|Thing to be approximated:||Formula proposed||Resulting approximate value||Correct value||Discussion|
|One light year (meters)||998||9,227,446,944,279,201||9,460,730,472,580,800 (exact)||Based on 365.25 days per year (see below). 998 and 698 are sexual references.|
|Earth's surface (m2)||698||513,798,374,428,641||5.10072 × 1014||998 and 698 are sexual references.|
|Oceans' volume (m3)||919||1,350,851,717,672,992,089||1.332 × 1018|
|Seconds in a year||754||31,640,625||31,557,600 (Julian calendar), 31,556,952 (Gregorian calendar)||After this comic was released Randall got many responses by viewers. So he did add this statement to the top of the comic page:
"Lots of emails mention the physicist favorite, 1 year = pi × 107 seconds. 754 is a hair more accurate, but it's hard to top 3,141,592's elegance." π × 107 is nearly equal to 31,415,926.536, and 754 is exactly 31,640,625. Randall's elegance belongs to the number π, but it should be multiplied by the factor of ten.
Using the traditional definitions that a second is 1/60 of a minute, a minute is 1/60 of an hour, and an hour is 1/24 of a day, a 365-day common year is exactly 31,536,000 seconds (the "Rent method" approximation) and the 366-day leap year is 31,622,400 seconds. Until the calendar was reformed by Pope Gregory, there was one leap year in every four years, making the average year 365.25 days, or 31,557,600 seconds. On the current calendar system, there are only 97 leap years in every 400 years, making the average year 365.2425 days, or 31,556,952 seconds. In technical usage, a "second" is now defined based on physical constants, even though the length of a day varies inversely with the changing angular velocity of the earth. To keep the official time synchronized with the rotation of the earth, a "leap second" is occasionally added, resulting in a slightly longer year.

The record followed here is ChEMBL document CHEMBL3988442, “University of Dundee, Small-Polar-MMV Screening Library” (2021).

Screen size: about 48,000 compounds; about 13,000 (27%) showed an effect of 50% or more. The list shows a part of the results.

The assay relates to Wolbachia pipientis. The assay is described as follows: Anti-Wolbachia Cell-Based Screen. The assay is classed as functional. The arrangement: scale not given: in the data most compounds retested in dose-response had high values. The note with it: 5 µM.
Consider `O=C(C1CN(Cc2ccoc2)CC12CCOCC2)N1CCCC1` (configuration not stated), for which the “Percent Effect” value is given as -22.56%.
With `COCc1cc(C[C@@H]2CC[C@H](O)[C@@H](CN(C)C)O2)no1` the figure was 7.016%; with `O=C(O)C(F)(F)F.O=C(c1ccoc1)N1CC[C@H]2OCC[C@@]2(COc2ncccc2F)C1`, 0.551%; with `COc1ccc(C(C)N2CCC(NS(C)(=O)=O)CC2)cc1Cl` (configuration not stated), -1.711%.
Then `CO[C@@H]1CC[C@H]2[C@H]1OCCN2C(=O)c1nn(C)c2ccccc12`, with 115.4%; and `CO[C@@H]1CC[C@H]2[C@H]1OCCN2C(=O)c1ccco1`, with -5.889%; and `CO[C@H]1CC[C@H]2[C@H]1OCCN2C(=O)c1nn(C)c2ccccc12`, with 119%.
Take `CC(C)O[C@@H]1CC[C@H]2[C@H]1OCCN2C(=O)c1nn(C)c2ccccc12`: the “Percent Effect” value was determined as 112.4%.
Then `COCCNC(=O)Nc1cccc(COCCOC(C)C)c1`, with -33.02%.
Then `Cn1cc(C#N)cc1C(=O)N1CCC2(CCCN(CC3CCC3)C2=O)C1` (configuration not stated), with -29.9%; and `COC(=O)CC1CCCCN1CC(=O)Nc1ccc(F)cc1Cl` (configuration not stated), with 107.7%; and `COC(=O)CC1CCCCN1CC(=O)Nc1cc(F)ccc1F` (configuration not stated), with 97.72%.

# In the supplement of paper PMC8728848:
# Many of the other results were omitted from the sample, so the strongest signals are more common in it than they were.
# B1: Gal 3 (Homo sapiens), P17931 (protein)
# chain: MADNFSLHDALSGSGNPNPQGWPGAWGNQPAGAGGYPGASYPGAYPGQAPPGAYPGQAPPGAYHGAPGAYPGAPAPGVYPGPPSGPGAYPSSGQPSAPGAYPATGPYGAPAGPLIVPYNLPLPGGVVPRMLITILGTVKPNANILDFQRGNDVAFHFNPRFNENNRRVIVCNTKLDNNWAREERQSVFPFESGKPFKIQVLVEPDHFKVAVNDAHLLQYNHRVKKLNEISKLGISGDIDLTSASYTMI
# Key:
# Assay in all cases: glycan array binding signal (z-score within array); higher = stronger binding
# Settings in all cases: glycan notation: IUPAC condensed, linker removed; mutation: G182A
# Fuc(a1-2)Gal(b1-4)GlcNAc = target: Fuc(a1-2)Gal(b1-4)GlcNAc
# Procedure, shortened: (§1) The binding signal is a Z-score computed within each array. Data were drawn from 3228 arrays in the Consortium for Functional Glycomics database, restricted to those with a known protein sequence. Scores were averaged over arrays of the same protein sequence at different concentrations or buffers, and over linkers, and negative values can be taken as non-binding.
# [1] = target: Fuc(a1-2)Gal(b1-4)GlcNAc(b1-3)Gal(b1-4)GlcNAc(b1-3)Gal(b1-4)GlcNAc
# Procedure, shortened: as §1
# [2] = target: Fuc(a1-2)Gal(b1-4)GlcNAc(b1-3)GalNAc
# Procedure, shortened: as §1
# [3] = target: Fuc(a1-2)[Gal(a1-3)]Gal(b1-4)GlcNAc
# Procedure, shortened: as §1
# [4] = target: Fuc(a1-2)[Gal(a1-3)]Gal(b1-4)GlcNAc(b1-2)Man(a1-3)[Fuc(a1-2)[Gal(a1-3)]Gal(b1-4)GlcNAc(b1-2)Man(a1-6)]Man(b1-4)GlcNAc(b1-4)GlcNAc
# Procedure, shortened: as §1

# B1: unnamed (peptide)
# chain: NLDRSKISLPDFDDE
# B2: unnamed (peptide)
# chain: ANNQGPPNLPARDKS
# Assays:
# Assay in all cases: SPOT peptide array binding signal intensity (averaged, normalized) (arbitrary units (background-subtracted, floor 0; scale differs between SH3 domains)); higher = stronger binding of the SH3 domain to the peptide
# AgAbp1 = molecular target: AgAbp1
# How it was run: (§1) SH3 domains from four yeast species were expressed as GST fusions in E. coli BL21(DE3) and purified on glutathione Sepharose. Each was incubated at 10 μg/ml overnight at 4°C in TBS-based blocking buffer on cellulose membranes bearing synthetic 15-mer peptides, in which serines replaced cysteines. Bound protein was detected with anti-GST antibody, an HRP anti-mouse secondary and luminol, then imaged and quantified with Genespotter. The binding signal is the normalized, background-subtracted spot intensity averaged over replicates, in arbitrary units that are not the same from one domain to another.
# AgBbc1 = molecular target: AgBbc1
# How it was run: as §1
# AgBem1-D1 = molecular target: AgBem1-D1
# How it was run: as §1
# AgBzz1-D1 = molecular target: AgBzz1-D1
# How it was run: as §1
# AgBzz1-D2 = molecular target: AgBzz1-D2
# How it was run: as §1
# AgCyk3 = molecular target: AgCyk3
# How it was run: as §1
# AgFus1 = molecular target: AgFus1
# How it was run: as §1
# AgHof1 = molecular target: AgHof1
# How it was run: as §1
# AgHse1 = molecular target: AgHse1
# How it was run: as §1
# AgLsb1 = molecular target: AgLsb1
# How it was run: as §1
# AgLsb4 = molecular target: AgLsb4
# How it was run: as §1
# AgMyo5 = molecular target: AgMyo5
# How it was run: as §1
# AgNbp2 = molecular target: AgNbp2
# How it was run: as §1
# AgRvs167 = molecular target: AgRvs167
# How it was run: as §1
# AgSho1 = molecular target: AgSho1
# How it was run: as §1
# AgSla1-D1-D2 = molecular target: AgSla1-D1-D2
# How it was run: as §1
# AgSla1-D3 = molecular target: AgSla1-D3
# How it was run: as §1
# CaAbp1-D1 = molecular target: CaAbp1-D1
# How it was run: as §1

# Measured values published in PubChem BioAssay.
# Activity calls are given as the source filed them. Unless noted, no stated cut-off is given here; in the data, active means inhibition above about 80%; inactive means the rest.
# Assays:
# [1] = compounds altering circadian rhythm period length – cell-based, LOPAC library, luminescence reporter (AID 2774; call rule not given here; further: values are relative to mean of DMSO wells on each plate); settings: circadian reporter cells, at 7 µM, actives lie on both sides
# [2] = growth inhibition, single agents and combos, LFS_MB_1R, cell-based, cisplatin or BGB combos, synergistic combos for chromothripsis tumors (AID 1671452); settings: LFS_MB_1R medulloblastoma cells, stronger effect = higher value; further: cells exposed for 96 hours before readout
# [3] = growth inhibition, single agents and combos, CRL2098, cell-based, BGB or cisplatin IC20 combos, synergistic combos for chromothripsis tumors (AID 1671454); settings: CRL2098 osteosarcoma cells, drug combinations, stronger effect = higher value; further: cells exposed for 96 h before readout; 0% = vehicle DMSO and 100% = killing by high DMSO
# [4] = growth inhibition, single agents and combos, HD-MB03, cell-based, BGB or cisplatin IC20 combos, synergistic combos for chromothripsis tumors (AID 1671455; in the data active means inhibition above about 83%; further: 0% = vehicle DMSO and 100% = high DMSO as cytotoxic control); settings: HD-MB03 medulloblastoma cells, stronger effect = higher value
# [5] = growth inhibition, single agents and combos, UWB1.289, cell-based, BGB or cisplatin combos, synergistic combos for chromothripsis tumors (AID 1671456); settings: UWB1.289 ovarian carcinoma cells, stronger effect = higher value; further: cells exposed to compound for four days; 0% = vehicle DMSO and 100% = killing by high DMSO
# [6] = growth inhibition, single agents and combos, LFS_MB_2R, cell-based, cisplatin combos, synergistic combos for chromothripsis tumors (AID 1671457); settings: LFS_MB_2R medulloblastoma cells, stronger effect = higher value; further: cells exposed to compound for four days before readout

|Seconds in a year (Rent method)||525,600 × 60||31,536,000||31,557,600 (Julian calendar), 31,556,952 (Gregorian calendar)||"Rent Method" refers to the song "Seasons of Love" from the musical Rent. The song asks, "How do you measure a year?" One line says "525,600 minutes" while most of the rest of the song suggests the best way to measure a year is moments shared with a loved one.|
|Age of the universe (seconds)||1515||437,893,890,380,859,375||(4.354 ± 0.012) × 1017 (best estimate; exact value unknown)||This one will slowly get more accurate as the universe ages.|
|Planck's constant||6.6849901410 × 10−34||6.62606957 × 10−34||Informally, the Planck constant is the smallest action possible in quantum mechanics.|